Sanders told the court in January that his press conference wasn’t emotional only because he had nearly forsaken his neighbors and fellow community leaders: He was also devastated to discover he had nearly forsaken his own daughter, Lisa, who is gay.

On the stand, Sanders recounted how Lisa had told him during her sophomore year of college that she was a lesbian and in a lesbian relationship.  Sanders said his reaction was one of “overwhelming love” and that he had been proud of Lisa for approaching him.  “I realized how difficult it was to tell your parents that you were a lesbian,” Sanders reflected.  Lisa subsequently supported Sanders’ choice to endorse civil unions instead of marriage for gay couples: Considering her father’s conservative base, she believed this was politically palatable and that he should not jeopardize his re-election.

But at the press conference, Sanders cleared his throat and cried hardest when he declared that close family members and friends, including Lisa and members of his personal staff, were gay.  Later, he said he cried because he realized that he had come “very close to showing the prejudice that I obviously had.”  “In the end, I couldn’t look any of them in the face and tell them that their relationships … were any less meaningful than the marriage I share with my wife,” Sanders concluded.


Sanders’ story is instructive because, while his account is particularly dramatic, his change of heart is not unique.  Instead, he and millions of others may represent the fulcrum of public opinion on which gay marriage is turning.  For example, just two months ago, a CNN poll became the first to report that a narrow American majority now supports same-sex marriage.  In contrast, only about 25 percent of those polled in 1996 believed that gay and lesbian couples should have the right to marry.  Similarly, polls show that more than half of all Californians now support the rights of same-sex couples to marry, while slightly less than half did so when they approved Proposition 8 in 2008.  Given this shift in public sentiment, it is not an exaggeration to think that Sanders might personify the crest of a sea-change: He did what people all over this country have been doing – change his position to support marriage for same-sex couples.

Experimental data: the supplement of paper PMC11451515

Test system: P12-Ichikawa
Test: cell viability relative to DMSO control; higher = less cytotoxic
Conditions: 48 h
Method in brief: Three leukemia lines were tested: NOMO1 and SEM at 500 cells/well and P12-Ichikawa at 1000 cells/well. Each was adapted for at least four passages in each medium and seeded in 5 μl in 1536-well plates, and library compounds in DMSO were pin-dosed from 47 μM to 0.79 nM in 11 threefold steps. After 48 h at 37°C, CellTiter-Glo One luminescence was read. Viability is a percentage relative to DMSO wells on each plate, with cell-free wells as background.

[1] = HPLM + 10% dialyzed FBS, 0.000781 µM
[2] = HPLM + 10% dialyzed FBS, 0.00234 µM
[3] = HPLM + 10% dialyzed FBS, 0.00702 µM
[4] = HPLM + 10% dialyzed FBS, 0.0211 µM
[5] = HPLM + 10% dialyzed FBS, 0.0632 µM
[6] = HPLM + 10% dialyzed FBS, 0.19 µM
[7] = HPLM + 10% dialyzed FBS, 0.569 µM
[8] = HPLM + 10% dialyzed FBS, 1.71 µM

If Sanders does personify the crest of an American social change, he does so also because of who he is.  The second way in which Sanders was a unique Perry witness is that, of all witnesses, he represented a demographic that is perhaps most reflective of the United States as a whole.  Of nearly 20 people called to the stand, Sanders was the only one who is neither gay nor an academic expert.  Instead, Sanders is a Republican.  A former police officer.  A broad-shouldered man who is married to a woman and who heads a family with two, grown children.  And perhaps with the exception of his previous divorce, his family life epitomizes what the Perry defendants say they are trying to protect.  Of all trial witnesses, then, Sanders may uniquely represent the kind of person who gay rights advocates must reach and convert if they are to change the culture — and not just the law — of the United States.


Interestingly, Sanders himself made a compelling case for why United States courts should help this process along.  On the stand, he described his 26 years as a San Diego police officer and said this work had exposed him to severe anti-gay beatings, slurs, and robberies.  Indeed, as recently as 2006, a gay San Diego man was killed because of his sexual orientation.  Over time, Sanders concluded that a long line of city leadership was partly to blame for these crimes.  “If government tolerates discrimination against anyone for any reason, it becomes an excuse for the public to do exactly the same thing,” Sanders said, mentioning city leaders who had disparaged and denied basic rights to the gay and lesbian community.   This is why Sanders ultimately supported the City Council resolution in favor of California’s In re Marriage cases.  “It’s in the interests of government” to eliminate this kind of crime he said at his press conference, and when it comes to gay people, “I want their relationships protected under the law.”

Later, Sanders’ stand became national news.  Video of his press conference went viral, and he received letters and emails from all over the world.  As Sanders put it, these notes not only comment upon the choice he made — and that others are now making.  They also seem to be forever reminding this burly, former police officer “that I cry in public.”